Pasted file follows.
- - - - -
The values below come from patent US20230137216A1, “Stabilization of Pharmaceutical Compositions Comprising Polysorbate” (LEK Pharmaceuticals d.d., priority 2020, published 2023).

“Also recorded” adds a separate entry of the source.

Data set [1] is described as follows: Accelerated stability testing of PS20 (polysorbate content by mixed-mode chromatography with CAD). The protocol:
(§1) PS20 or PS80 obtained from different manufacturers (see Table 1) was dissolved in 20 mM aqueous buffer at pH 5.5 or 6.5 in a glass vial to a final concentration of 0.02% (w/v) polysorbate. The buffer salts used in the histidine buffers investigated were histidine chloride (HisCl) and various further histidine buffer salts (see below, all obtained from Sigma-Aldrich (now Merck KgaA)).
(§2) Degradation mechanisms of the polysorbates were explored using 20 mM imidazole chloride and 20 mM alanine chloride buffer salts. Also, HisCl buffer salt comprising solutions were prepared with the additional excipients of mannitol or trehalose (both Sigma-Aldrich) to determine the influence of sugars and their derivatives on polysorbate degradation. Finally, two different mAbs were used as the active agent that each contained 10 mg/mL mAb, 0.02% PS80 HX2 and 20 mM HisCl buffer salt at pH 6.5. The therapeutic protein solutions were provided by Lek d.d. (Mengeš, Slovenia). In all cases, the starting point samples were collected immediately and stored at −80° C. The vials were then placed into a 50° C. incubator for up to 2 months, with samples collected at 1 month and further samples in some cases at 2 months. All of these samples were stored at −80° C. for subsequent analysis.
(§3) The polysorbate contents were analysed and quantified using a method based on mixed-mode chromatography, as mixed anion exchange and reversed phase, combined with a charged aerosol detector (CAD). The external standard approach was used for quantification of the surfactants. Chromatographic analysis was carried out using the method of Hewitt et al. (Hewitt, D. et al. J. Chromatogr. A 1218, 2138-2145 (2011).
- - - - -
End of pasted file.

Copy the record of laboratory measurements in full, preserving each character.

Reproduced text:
The values below come from patent US20230137216A1, “Stabilization of Pharmaceutical Compositions Comprising Polysorbate” (LEK Pharmaceuticals d.d., priority 2020, published 2023).

“Also recorded” adds a separate entry of the source.

Data set [1] is described as follows: Accelerated stability testing of PS20 (polysorbate content by mixed-mode chromatography with CAD). The protocol:
(§1) PS20 or PS80 obtained from different manufacturers (see Table 1) was dissolved in 20 mM aqueous buffer at pH 5.5 or 6.5 in a glass vial to a final concentration of 0.02% (w/v) polysorbate. The buffer salts used in the histidine buffers investigated were histidine chloride (HisCl) and various further histidine buffer salts (see below, all obtained from Sigma-Aldrich (now Merck KgaA)).
(§2) Degradation mechanisms of the polysorbates were explored using 20 mM imidazole chloride and 20 mM alanine chloride buffer salts. Also, HisCl buffer salt comprising solutions were prepared with the additional excipients of mannitol or trehalose (both Sigma-Aldrich) to determine the influence of sugars and their derivatives on polysorbate degradation. Finally, two different mAbs were used as the active agent that each contained 10 mg/mL mAb, 0.02% PS80 HX2 and 20 mM HisCl buffer salt at pH 6.5. The therapeutic protein solutions were provided by Lek d.d. (Mengeš, Slovenia). In all cases, the starting point samples were collected immediately and stored at −80° C. The vials were then placed into a 50° C. incubator for up to 2 months, with samples collected at 1 month and further samples in some cases at 2 months. All of these samples were stored at −80° C. for subsequent analysis.
(§3) The polysorbate contents were analysed and quantified using a method based on mixed-mode chromatography, as mixed anion exchange and reversed phase, combined with a charged aerosol detector (CAD). The external standard approach was used for quantification of the surfactants. Chromatographic analysis was carried out using the method of Hewitt et al. (Hewitt, D. et al. J. Chromatogr. A 1218, 2138-2145 (2011).